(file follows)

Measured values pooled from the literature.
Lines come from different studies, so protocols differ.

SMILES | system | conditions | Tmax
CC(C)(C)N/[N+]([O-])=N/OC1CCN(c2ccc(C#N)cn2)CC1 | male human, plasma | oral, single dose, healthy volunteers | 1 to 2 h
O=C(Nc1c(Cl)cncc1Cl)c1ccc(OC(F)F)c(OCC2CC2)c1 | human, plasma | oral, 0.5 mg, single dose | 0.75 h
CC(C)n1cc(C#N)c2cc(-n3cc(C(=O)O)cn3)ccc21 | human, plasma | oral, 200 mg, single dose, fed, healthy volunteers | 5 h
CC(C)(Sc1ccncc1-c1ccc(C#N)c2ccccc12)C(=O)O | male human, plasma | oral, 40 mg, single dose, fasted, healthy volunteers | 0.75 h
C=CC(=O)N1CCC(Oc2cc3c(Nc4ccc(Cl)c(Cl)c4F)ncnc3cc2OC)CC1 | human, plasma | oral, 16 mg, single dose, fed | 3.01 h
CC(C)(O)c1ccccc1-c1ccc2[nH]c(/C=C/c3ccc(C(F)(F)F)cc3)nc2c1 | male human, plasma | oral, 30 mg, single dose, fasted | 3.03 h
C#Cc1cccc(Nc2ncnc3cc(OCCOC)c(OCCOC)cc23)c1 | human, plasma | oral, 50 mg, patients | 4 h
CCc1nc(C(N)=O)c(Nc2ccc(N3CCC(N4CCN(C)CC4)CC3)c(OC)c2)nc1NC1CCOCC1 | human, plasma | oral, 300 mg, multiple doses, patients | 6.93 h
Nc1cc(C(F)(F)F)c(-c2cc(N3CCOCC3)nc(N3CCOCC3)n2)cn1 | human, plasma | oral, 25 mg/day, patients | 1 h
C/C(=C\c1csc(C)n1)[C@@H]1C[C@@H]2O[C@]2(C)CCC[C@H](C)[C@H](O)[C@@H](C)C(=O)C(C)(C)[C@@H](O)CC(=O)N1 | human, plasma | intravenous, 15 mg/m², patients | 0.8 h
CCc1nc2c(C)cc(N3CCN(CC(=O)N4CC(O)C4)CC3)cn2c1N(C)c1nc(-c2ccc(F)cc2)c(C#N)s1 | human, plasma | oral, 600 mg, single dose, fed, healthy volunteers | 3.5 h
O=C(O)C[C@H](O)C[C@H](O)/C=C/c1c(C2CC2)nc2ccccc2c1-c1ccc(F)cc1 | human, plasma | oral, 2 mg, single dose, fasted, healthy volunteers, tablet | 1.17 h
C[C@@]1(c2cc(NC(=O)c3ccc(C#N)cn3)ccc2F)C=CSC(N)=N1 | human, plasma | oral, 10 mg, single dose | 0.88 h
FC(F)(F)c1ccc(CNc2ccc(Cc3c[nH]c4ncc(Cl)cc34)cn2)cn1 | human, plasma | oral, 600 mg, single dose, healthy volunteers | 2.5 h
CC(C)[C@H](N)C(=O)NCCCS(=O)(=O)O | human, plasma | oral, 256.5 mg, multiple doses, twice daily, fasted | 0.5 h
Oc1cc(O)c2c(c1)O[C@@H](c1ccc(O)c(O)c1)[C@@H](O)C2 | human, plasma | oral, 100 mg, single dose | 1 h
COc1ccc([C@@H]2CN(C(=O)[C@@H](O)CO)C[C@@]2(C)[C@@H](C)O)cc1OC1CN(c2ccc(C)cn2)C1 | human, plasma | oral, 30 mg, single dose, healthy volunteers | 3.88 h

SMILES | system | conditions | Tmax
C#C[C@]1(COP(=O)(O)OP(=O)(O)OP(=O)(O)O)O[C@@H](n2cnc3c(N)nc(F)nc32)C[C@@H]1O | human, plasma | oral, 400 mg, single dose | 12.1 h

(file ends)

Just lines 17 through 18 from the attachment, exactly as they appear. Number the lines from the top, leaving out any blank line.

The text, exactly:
FC(F)(F)c1ccc(CNc2ccc(Cc3c[nH]c4ncc(Cl)cc34)cn2)cn1 | human, plasma | oral, 600 mg, single dose, healthy volunteers | 2.5 h
CC(C)[C@H](N)C(=O)NCCCS(=O)(=O)O | human, plasma | oral, 256.5 mg, multiple doses, twice daily, fasted | 0.5 h